The Glass Castle by Jeannette Walls Similarities between Educated and Hillbilly Elegy.
Greenlights by Matthew McConaughey OK, my opinion here. Treat yourself to the Audible version to hear Matthew narrate with his entertaining Texan drawl.
The Immortal Life of Henrietta Lacks by Rebecca Skloot Biographical medical research. Not the medical field’s finest moment.
The Sound of Gravel by Ruth Wariner How a blurb can draw you in…”The thirty-ninth of her father’s forty-two children.” A polygamist family in rural Mexico – sure to be an incredible discussion.
Not to be sexist, but it seems most book clubs are comprised primarily of women. From Bible circles in the 1700s, to high-brow literary circles of the 1800s to consciousness-raising discussions of the 1960s, women love to come together to discuss their opinions. If you’re in a co-ed club, non-fiction choices are often a good choice for broad appeal.
Boys in the Boat by Daniel James Brown Who knew the sport of rowing could be so interesting? Layer in The Depression and the 1936 Olympic Games in Berlin and voila – you bet it is!
Columbine by Dave Cullen The event in 1999 which elevated the horrifying instance of school shootings, bringing the issue to the forefront of national discussions. Combine it with Jodi Picoult’s Nineteen Minutes for a robust analysis.
The Day the World Came to Town by Jim DeFede For anyone who lived through September 11, 2001, looking north to our friends in Newfoundland, Canada and their caring actions softens the memories of that tragic day. Would be a great choice for September as a remembrance.
Devil in the White City by Erik Larson Any title by Larson, in my opinion, could be considered for a book club; his non-fiction reads like fiction. When you combine the Chicago’s World Fair and a serial killer on the loose – look out Windy City and readers. Strap yourself in for a ride as dizzy as the Great Ferris Wheel which debuted at the Fair.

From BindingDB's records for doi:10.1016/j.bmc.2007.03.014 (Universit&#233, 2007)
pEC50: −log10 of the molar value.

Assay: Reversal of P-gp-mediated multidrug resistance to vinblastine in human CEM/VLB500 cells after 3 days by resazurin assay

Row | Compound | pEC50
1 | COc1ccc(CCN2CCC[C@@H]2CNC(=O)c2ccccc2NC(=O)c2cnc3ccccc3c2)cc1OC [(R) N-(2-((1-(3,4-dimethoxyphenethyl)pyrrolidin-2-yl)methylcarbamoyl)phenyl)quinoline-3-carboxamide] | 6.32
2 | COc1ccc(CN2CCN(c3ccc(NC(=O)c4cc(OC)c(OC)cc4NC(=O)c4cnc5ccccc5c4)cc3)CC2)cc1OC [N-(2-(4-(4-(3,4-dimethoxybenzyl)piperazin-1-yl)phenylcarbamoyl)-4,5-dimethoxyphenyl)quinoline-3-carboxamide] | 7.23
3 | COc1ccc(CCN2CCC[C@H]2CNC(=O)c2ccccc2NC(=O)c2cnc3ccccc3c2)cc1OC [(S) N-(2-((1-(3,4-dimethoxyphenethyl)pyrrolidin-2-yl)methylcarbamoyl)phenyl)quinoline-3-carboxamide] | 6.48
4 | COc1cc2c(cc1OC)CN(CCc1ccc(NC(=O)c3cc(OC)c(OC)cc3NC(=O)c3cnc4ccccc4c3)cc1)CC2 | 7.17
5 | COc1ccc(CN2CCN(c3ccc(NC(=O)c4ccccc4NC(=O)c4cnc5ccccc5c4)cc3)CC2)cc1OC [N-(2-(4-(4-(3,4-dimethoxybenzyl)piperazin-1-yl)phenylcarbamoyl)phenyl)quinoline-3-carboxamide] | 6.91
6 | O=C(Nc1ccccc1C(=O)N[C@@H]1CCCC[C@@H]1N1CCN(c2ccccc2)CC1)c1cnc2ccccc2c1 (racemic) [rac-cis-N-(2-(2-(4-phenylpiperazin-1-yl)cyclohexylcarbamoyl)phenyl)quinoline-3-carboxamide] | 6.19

Empire of the Southern Moon by S.C. Gwynne A look at the rise and fall of the Comanche tribe of North America.
Killers of the Flower Moon by David Grann I am fortunate to have read Flower Moon with my book club, chosen by our hostess who is a member of the Osage tribe. A disturbing read which accentuates and reinforces the incomprehensible treatment of Native Americans in our US history.
When Books Went to War by Molly Manning 120 million paperbacks printed and distributed to US troops during WWII. Wow, I need to check this one out. I wonder if my Dad had any shipped to him in the South Pacific.
FOR CONSIDERATION OF RACE & GENDER ISSUES
The Bluest Eye by Toni Morrison (fiction) Morrison’s first novel which set her path for poetry and prose alike in telling stories of the human condition
Caste by Isabel Wilkerson (non-fiction)
Just Mercy by Bryan Stevenson (biography)
The Vanishing Half by Brit Bennett (fiction)
OTHER POPULAR TITLES / CLASSICS
I hope you find this list useful and your book club has many more great meetings filled with discussion, drink, and friendship. And tell me – which one(s) are you going to suggest to your group?